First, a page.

This page describes an image Spectrum of a B-type star

Download File ( image 76.71 kB)
Download PDF File (PDF file 73.33 kB)

Caption: The spectrum of the B-type star HD 258982. The colour of the line between 400 nm and 700 nm roughly corresponds to the colour the human eye would see light of that wavelength. Below 400 nm and above 700 nm, where the human eye can see little to no light, the lines are coloured blue and red respectively.

The black lines show spectral absorption lines caused by atoms and ions of different elements in the star’s atmosphere. These atoms and ions absorb at specific wavelengths, causing sharp, dark lines in the spectra. How strong these lines are depends on the temperature of the star’s atmosphere. Two stars made from the same mix of elements could have spectra with vastly different sets of lines in their spectra if they have different temperatures in their atmospheres. For B-type stars the most important lines are caused by helium atoms. These lines are strongest in B-type stars and weaker in hotter and cooler types. Lines from hydrogen atoms are also present but are not as strong as in cooler A-type stars.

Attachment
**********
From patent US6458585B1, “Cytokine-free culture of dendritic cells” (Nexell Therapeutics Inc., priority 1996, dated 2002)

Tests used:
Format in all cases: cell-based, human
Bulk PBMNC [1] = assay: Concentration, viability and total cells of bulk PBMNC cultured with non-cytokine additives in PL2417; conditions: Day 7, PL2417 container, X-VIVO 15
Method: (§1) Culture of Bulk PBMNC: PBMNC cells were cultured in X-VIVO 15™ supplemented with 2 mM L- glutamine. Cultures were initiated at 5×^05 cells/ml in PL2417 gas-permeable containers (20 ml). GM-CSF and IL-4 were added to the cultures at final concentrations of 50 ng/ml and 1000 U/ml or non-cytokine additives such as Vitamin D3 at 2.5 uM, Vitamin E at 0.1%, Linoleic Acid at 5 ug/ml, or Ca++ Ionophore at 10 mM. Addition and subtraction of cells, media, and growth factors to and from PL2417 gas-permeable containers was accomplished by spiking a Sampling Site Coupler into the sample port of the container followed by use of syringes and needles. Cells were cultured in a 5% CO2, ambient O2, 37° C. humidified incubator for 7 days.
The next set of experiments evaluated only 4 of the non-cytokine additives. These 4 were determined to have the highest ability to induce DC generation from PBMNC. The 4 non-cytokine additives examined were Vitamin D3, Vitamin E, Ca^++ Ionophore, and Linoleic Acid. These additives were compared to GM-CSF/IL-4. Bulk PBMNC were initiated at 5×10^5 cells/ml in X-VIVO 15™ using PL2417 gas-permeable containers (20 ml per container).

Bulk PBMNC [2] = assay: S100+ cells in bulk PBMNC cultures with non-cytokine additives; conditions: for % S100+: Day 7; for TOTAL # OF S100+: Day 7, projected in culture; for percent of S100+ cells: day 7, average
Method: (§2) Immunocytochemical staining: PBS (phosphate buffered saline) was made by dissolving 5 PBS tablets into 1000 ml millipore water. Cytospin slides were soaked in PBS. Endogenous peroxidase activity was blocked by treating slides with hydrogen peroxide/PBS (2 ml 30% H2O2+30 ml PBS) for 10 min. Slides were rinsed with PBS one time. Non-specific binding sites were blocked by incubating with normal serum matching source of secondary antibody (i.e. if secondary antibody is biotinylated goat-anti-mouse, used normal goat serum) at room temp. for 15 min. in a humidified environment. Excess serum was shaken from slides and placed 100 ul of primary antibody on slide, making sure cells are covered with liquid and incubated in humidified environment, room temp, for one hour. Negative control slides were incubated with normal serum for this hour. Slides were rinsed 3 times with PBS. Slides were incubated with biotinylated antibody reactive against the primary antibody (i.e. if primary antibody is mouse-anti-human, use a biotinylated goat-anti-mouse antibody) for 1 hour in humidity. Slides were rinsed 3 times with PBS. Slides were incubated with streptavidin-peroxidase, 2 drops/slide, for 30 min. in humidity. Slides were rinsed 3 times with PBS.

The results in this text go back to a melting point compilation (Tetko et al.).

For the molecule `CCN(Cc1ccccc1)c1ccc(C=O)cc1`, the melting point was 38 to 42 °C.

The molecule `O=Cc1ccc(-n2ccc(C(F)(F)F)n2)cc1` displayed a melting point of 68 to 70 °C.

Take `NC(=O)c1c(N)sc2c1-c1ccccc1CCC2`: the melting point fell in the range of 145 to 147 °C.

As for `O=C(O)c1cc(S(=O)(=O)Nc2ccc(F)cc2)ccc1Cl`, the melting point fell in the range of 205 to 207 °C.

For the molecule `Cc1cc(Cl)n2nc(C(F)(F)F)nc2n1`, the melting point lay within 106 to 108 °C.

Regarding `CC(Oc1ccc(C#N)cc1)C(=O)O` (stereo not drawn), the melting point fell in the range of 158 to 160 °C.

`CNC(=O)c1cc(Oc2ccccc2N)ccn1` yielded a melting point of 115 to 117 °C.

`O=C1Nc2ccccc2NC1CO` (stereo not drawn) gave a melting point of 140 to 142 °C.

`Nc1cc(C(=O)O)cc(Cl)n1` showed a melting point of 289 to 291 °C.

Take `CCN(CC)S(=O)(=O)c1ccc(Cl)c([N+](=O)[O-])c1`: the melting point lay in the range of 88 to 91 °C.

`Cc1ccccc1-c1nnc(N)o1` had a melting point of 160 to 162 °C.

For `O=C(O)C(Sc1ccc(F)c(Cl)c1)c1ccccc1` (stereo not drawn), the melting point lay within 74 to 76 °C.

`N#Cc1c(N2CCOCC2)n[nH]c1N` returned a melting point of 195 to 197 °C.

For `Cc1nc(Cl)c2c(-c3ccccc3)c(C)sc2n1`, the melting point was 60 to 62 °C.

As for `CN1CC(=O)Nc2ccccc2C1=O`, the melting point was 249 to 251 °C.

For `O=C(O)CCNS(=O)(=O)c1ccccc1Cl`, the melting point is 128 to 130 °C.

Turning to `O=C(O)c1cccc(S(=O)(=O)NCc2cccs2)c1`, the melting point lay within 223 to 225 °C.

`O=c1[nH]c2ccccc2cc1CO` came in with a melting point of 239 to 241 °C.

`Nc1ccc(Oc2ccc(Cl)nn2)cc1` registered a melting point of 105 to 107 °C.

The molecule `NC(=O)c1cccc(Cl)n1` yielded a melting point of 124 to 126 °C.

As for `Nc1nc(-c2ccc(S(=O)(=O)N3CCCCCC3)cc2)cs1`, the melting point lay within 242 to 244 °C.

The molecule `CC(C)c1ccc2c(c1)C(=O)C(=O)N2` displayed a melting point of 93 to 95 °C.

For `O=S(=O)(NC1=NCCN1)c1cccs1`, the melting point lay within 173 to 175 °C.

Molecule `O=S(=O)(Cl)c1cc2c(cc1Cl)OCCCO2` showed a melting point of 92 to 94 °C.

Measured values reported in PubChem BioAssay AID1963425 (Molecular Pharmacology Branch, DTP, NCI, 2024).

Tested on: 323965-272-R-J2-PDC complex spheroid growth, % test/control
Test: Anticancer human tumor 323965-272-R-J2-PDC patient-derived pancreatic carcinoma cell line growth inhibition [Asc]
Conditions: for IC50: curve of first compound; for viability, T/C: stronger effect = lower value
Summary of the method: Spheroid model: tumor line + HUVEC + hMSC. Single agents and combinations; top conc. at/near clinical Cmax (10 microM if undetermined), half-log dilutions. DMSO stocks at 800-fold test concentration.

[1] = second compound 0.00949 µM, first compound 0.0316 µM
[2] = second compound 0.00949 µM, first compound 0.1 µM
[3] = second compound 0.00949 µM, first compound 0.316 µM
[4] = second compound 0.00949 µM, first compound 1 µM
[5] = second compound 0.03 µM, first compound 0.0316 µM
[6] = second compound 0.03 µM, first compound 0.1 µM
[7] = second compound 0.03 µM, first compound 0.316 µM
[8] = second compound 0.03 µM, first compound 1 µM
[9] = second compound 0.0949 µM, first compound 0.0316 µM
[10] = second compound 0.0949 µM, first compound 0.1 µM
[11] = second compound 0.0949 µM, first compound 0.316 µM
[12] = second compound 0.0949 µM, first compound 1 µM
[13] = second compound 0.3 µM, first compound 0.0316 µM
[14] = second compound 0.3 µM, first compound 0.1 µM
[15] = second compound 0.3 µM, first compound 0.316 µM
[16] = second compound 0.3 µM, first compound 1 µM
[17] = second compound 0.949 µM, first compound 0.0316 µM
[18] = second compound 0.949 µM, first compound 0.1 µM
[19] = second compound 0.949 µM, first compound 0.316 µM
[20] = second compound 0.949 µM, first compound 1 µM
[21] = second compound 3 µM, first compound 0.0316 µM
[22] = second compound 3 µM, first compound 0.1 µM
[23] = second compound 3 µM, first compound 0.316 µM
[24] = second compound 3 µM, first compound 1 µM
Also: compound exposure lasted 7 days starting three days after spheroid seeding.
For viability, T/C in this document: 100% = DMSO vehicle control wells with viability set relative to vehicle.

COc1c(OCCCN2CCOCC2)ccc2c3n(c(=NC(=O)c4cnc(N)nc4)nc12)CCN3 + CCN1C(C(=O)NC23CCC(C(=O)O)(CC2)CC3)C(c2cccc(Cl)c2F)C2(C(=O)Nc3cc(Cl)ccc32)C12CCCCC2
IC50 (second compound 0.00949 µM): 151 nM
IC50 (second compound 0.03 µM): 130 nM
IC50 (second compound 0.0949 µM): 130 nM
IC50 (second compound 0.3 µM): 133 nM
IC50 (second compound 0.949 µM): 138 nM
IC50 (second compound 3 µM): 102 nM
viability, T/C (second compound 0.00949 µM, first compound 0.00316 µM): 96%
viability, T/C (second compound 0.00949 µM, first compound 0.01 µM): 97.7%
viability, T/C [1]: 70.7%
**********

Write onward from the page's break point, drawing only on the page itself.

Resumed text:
Credit: IAU OAE/SDSS/Niall Deacon.

Related glossary terms: B-type Star , Spectrum , Wavelength
Categories: Stars

Created with support from: OAE Main Office Main Office

License: Creative Commons Attribution 4.0 International (CC BY 4.0) Creative Commons Attribution 4.0 International (CC BY 4.0) icons

Want to make your own version of this diagram? Then have a look at the code that produced this diagram on Github

The diagram captions presented on the OAE website were written, translated and reviewed by a collective effort from the OAE, the OAE Centers and Nodes, the OAE National Astronomy Education Coordinators (NAECs) and other volunteers. You can find a full list of credits for our translation project here. All media file captions are released under a Creative Commons CC BY-4.0 license and should be credited to "IAU OAE". The media files themselves may have different licenses (see above) and should be credited as listed above under "credit".